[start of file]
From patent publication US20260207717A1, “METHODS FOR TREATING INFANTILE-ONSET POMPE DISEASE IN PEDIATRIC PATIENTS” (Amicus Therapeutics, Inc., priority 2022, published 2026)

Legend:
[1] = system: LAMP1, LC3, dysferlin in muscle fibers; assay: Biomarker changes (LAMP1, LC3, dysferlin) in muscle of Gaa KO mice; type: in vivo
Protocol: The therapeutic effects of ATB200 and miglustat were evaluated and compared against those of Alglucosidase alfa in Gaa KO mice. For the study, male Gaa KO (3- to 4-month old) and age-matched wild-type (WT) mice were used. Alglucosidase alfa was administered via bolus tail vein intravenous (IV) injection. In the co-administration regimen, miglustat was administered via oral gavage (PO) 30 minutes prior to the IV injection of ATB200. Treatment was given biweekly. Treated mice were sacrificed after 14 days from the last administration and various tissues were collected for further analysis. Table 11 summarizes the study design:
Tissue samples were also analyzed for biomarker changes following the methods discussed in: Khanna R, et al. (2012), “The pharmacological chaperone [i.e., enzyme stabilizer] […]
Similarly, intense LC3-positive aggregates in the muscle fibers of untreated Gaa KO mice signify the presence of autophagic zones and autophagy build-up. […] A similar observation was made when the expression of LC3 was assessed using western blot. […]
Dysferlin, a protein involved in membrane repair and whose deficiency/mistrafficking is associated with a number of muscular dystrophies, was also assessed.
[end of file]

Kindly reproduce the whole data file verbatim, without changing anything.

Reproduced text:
From patent publication US20260207717A1, “METHODS FOR TREATING INFANTILE-ONSET POMPE DISEASE IN PEDIATRIC PATIENTS” (Amicus Therapeutics, Inc., priority 2022, published 2026)

Legend:
[1] = system: LAMP1, LC3, dysferlin in muscle fibers; assay: Biomarker changes (LAMP1, LC3, dysferlin) in muscle of Gaa KO mice; type: in vivo
Protocol: The therapeutic effects of ATB200 and miglustat were evaluated and compared against those of Alglucosidase alfa in Gaa KO mice. For the study, male Gaa KO (3- to 4-month old) and age-matched wild-type (WT) mice were used. Alglucosidase alfa was administered via bolus tail vein intravenous (IV) injection. In the co-administration regimen, miglustat was administered via oral gavage (PO) 30 minutes prior to the IV injection of ATB200. Treatment was given biweekly. Treated mice were sacrificed after 14 days from the last administration and various tissues were collected for further analysis. Table 11 summarizes the study design:
Tissue samples were also analyzed for biomarker changes following the methods discussed in: Khanna R, et al. (2012), “The pharmacological chaperone [i.e., enzyme stabilizer] […]
Similarly, intense LC3-positive aggregates in the muscle fibers of untreated Gaa KO mice signify the presence of autophagic zones and autophagy build-up. […] A similar observation was made when the expression of LC3 was assessed using western blot. […]
Dysferlin, a protein involved in membrane repair and whose deficiency/mistrafficking is associated with a number of muscular dystrophies, was also assessed.